When it comes to cleaning up your car's engine, many drivers depend on Sea Foam Motor Treatment, a petroleum-based spray-on product. The product is meant to work with all motor oils and for any gas or diesel fuel blend. However, many users complain of a few common negative effects of Sea Foam.
If Sea Foam can remove dirt and sludge from car engines, what are the key downsides to expect? Find out what types of car engines Sea Foam works best on and whether any eco-friendly alternatives exist.
Sea Foam can dilute your car's oil.
One of Sea Foam's negative effects, per AutoCareAids, is that it can dilute the oil in your vehicle. It's possible, especially if you don't use the correct amount of Sea Foam, to thin out the motor oil, which seems to be one of the most common complaints by Sea Foam users. Thinned-out motor oil can lead to other problems with the car that may mean pricey repairs.
Sea Foam may cause gas mileage to drop.
Another negative effect of Sea Foam, many users allege, is a drop in fuel economy, as DriversAdvice.com explains. Decreasing gas mileage means paying more to fuel your car, and no one wants to do that. Of course, that's one more reason to switch to an electric vehicle!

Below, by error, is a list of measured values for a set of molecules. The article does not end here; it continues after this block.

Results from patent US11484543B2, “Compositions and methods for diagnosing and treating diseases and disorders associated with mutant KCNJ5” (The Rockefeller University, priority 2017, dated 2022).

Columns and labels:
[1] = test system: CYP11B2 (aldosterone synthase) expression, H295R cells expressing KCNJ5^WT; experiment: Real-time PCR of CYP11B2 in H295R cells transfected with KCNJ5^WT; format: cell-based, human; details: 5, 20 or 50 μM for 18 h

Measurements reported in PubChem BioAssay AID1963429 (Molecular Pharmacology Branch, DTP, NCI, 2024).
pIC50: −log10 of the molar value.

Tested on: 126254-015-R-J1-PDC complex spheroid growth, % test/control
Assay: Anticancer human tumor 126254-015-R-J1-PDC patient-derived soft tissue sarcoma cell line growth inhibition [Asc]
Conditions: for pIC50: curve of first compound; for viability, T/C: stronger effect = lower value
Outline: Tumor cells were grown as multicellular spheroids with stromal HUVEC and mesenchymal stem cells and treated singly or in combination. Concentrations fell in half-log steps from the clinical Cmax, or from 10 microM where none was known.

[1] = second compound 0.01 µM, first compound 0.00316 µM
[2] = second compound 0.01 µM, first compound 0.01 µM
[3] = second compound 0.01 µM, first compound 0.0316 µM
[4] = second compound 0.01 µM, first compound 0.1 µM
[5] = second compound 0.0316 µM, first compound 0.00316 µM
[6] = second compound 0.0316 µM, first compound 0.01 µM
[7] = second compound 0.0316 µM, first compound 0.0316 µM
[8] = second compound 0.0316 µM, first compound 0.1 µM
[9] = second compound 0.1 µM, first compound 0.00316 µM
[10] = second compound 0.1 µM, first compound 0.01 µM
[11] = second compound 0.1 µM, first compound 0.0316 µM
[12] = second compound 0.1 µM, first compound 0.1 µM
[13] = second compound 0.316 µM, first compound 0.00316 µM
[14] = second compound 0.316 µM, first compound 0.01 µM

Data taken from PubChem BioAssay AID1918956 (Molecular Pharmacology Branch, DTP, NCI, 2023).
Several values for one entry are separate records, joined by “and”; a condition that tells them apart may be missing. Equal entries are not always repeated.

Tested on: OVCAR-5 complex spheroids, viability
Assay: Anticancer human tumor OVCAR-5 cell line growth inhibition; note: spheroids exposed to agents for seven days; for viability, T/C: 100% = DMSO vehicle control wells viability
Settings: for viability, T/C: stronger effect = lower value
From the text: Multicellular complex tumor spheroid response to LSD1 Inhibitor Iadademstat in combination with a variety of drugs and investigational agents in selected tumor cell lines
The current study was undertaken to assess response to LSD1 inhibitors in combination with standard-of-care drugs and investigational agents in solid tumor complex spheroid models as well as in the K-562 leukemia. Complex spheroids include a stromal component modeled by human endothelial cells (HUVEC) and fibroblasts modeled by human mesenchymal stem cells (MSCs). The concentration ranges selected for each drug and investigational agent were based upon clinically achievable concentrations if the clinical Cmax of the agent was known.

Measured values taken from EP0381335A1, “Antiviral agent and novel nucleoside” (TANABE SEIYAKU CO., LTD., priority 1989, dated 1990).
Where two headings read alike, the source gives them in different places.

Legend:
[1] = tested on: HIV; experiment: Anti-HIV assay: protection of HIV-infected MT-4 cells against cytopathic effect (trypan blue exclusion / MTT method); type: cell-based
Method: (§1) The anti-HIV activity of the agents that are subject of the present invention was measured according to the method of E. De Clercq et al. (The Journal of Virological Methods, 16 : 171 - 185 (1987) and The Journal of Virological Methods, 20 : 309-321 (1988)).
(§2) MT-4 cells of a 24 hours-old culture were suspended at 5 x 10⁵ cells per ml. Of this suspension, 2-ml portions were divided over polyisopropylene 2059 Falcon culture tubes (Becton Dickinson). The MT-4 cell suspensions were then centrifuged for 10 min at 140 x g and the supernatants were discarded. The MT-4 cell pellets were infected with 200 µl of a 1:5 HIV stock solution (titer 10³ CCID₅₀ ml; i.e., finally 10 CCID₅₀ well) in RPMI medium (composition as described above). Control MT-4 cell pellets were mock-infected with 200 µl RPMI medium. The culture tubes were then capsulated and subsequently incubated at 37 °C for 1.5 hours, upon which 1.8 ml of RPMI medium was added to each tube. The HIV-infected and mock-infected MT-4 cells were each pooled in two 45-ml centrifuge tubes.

Using Sea Foam may damage the car's oxygen sensor.
If you're considering using Sea Foam to clean out your car's engine, you should know that damage to the car's oxygen sensor is a common complaint. According to Techbuzzer.org, damage to the O2 sensor often occurs when using Sea Foam if your oxygen sensor is already nearing failure. So, if you've noticed any problems with your car's O2 sensor, don't use Sea Foam before fixing the sensor.
Sea Foam may not be compatible with all fuel injection systems.
Here's another issue with Sea Foam: some say fuel additives like Sea Foam are inappropriate for some gasoline direct injection (GDI) engines, per AutoCareAids. These types of engines require a high-pressure cleaner to remove deposits from injectors and fuel lines. However, the company that makes Sea Foam says that the product is important for "modern Gasoline Direct Injection (GDI) engines." So there's a bit of conflicting information.
Sea Foam may damage your catalytic converter.
DCCarCare.com says that using Sea Foam may put the wrong amount of fuel in the engine. This may cause "excess gas to burn in your catalytic converter and damage it beyond repair."
Are there any eco-friendly alternatives to Sea Foam?
Unfortunately, since Sea Foam is made of petroleum-based ingredients, there aren't any eco-friendly alternatives to the product. Since this is primarily used in gas-powered and hybrid vehicles, your best bet to drive more sustainably is likely to switch to an all-electric vehicle when possible. Even better, drive less and walk more to reduce your environmental impact.